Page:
You Were Never Really Here is a trippy, brutal, very impactful, and overall excellent film (current RT score of 88%) by Scottish-born Lynne Ramsay, who both wrote the screenplay and most ably directs the film. Joaquin Phoenix, who always excels in playing damaged goods, turns in a riveting performance as an ex-Special Forces, ex-FBI loner, obviously scarred by the things he’s seen in the Middle East and, domestically, in the realm of human trafficking. As a man walking through his shell of a life with an ominous death wish, Phoenix resorts to becoming an off-the-grid gun-for-hire whose specialty is finding and rescuing missing persons (e.g., underage runaways who are plucked into the seedy world of high-end, Lolita Express/Pizzagate-styled, sex rings utilized by politicians.) His methods are brutal and unrepentant, offset by the love and care he provides for his ailing mother.
There is a false flag reference to Hitchcock’s Psycho, and a clear and obvious allusion to the aforementioned Pizzagate dynamic, wherein nameless, faceless, uber-elite, powers deploy assassins to ‘disappear’ any disruptions of the system. Through his careful process of identity-protection, Phoenix puts layers of intermediaries between himself and his work, which may serve as in illustrative metaphor for the Alt-Right today in its poking, prodding, taunting, and exposure of the corruptions in the bowels of The Cathedral.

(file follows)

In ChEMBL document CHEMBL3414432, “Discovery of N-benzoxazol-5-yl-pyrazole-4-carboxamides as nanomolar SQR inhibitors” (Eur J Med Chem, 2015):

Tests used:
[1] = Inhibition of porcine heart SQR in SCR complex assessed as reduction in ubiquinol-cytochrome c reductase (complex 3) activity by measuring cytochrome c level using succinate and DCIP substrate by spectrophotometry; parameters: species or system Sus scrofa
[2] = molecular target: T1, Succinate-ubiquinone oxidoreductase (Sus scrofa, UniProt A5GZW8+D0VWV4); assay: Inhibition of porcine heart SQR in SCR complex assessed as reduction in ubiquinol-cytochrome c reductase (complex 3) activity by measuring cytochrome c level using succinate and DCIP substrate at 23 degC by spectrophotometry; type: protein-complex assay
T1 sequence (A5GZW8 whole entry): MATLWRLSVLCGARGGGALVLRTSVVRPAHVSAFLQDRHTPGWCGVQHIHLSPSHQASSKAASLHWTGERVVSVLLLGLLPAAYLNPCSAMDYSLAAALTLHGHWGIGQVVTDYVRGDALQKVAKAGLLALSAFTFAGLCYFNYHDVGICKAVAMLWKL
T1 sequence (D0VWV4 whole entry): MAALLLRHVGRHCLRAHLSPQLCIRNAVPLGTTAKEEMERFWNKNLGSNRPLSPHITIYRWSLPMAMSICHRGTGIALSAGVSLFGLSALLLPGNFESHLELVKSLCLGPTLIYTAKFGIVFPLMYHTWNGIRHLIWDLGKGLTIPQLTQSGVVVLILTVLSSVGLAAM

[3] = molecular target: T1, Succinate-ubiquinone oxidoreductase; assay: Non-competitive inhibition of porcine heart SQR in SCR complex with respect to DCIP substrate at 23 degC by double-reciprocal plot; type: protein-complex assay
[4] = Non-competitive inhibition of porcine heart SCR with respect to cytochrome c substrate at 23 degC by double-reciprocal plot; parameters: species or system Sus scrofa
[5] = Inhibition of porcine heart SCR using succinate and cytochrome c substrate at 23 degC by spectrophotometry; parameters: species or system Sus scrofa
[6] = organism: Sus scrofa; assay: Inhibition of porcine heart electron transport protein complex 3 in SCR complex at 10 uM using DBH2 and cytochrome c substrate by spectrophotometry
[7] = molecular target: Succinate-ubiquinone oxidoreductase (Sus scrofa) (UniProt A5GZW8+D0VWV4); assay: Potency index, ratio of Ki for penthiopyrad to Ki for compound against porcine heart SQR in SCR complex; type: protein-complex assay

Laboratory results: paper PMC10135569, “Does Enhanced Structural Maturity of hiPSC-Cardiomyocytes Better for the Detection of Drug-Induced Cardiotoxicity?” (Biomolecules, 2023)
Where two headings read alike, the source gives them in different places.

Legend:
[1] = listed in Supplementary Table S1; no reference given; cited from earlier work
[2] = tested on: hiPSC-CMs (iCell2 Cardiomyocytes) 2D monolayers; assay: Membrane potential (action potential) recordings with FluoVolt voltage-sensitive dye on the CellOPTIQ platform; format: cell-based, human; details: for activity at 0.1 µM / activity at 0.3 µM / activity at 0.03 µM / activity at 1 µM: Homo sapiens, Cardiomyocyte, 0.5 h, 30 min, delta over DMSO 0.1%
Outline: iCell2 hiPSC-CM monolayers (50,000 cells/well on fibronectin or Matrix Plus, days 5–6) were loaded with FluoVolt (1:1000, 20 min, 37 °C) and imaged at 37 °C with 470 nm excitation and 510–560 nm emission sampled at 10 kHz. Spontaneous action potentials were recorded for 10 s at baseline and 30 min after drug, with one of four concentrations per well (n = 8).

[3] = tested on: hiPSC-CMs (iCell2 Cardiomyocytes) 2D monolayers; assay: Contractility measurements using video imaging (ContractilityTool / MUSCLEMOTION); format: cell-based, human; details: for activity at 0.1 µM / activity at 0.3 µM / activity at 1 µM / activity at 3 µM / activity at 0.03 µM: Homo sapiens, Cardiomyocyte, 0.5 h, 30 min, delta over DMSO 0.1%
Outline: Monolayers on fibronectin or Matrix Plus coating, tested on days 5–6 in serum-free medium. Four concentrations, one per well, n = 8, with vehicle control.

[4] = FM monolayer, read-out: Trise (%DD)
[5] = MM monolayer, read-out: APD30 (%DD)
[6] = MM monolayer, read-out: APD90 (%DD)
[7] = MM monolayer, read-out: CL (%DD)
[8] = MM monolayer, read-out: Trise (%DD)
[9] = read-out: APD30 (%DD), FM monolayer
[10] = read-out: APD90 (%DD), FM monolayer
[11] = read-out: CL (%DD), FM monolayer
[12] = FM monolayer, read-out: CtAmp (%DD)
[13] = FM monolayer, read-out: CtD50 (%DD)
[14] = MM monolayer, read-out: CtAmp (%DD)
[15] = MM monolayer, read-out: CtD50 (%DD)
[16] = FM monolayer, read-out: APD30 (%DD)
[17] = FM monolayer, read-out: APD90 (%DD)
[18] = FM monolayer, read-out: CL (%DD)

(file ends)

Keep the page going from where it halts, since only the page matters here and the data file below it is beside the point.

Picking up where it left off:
You Were Never Really Here is no formulaic revenge flick ala Taken, but an example of brave and original filmmaking. The film pushes the boundaries of narrative and plot advancement, and blends the subjective and objective elements into a stylized, gritty, and fast-paced experiment. While an utter hopelessness saturates Phoenix, the film does land on a faint note of light and hope.